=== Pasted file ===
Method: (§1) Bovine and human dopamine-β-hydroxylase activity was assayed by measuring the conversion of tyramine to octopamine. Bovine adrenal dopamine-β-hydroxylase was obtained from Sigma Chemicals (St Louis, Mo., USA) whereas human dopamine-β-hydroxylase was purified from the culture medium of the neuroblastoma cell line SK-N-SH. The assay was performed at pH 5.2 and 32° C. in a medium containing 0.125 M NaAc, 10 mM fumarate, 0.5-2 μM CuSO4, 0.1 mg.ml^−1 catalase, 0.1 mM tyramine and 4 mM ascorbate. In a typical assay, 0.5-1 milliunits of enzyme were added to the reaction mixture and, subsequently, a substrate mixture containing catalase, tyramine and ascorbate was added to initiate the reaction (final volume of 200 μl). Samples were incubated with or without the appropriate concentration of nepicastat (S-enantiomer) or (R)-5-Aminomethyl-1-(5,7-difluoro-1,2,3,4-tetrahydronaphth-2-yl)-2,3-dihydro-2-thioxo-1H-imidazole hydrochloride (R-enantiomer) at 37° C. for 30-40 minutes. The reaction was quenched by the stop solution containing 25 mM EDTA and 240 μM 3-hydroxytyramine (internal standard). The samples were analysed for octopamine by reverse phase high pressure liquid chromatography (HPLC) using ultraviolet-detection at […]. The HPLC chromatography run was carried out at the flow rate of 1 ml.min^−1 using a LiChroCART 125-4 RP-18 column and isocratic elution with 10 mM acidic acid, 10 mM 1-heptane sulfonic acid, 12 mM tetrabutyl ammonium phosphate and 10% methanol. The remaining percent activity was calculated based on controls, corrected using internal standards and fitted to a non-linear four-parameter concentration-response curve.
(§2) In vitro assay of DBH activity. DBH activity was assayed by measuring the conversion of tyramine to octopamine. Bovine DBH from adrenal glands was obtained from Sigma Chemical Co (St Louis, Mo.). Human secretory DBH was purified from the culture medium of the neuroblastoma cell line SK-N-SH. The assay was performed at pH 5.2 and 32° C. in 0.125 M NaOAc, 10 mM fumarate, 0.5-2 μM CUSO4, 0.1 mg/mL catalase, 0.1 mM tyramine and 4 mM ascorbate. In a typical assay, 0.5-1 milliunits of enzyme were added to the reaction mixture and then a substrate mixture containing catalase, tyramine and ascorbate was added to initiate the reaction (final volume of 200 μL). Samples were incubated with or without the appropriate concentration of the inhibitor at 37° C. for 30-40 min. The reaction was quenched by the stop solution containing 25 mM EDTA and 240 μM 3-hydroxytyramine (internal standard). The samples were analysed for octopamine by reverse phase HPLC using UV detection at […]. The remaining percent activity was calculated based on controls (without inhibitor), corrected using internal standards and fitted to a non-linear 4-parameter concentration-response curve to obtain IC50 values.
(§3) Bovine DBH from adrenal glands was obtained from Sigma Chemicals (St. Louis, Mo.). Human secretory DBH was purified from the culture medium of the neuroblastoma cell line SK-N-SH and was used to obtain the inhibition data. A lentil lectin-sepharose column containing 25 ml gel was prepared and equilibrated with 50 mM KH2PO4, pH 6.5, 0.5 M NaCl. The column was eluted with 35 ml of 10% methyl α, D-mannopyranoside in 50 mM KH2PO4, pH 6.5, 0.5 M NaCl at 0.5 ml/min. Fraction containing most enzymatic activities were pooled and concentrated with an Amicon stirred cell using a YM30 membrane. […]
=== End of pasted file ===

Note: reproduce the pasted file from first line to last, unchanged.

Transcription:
Method: (§1) Bovine and human dopamine-β-hydroxylase activity was assayed by measuring the conversion of tyramine to octopamine. Bovine adrenal dopamine-β-hydroxylase was obtained from Sigma Chemicals (St Louis, Mo., USA) whereas human dopamine-β-hydroxylase was purified from the culture medium of the neuroblastoma cell line SK-N-SH. The assay was performed at pH 5.2 and 32° C. in a medium containing 0.125 M NaAc, 10 mM fumarate, 0.5-2 μM CuSO4, 0.1 mg.ml^−1 catalase, 0.1 mM tyramine and 4 mM ascorbate. In a typical assay, 0.5-1 milliunits of enzyme were added to the reaction mixture and, subsequently, a substrate mixture containing catalase, tyramine and ascorbate was added to initiate the reaction (final volume of 200 μl). Samples were incubated with or without the appropriate concentration of nepicastat (S-enantiomer) or (R)-5-Aminomethyl-1-(5,7-difluoro-1,2,3,4-tetrahydronaphth-2-yl)-2,3-dihydro-2-thioxo-1H-imidazole hydrochloride (R-enantiomer) at 37° C. for 30-40 minutes. The reaction was quenched by the stop solution containing 25 mM EDTA and 240 μM 3-hydroxytyramine (internal standard). The samples were analysed for octopamine by reverse phase high pressure liquid chromatography (HPLC) using ultraviolet-detection at […]. The HPLC chromatography run was carried out at the flow rate of 1 ml.min^−1 using a LiChroCART 125-4 RP-18 column and isocratic elution with 10 mM acidic acid, 10 mM 1-heptane sulfonic acid, 12 mM tetrabutyl ammonium phosphate and 10% methanol. The remaining percent activity was calculated based on controls, corrected using internal standards and fitted to a non-linear four-parameter concentration-response curve.
(§2) In vitro assay of DBH activity. DBH activity was assayed by measuring the conversion of tyramine to octopamine. Bovine DBH from adrenal glands was obtained from Sigma Chemical Co (St Louis, Mo.). Human secretory DBH was purified from the culture medium of the neuroblastoma cell line SK-N-SH. The assay was performed at pH 5.2 and 32° C. in 0.125 M NaOAc, 10 mM fumarate, 0.5-2 μM CUSO4, 0.1 mg/mL catalase, 0.1 mM tyramine and 4 mM ascorbate. In a typical assay, 0.5-1 milliunits of enzyme were added to the reaction mixture and then a substrate mixture containing catalase, tyramine and ascorbate was added to initiate the reaction (final volume of 200 μL). Samples were incubated with or without the appropriate concentration of the inhibitor at 37° C. for 30-40 min. The reaction was quenched by the stop solution containing 25 mM EDTA and 240 μM 3-hydroxytyramine (internal standard). The samples were analysed for octopamine by reverse phase HPLC using UV detection at […]. The remaining percent activity was calculated based on controls (without inhibitor), corrected using internal standards and fitted to a non-linear 4-parameter concentration-response curve to obtain IC50 values.
(§3) Bovine DBH from adrenal glands was obtained from Sigma Chemicals (St. Louis, Mo.). Human secretory DBH was purified from the culture medium of the neuroblastoma cell line SK-N-SH and was used to obtain the inhibition data. A lentil lectin-sepharose column containing 25 ml gel was prepared and equilibrated with 50 mM KH2PO4, pH 6.5, 0.5 M NaCl. The column was eluted with 35 ml of 10% methyl α, D-mannopyranoside in 50 mM KH2PO4, pH 6.5, 0.5 M NaCl at 0.5 ml/min. Fraction containing most enzymatic activities were pooled and concentrated with an Amicon stirred cell using a YM30 membrane. […]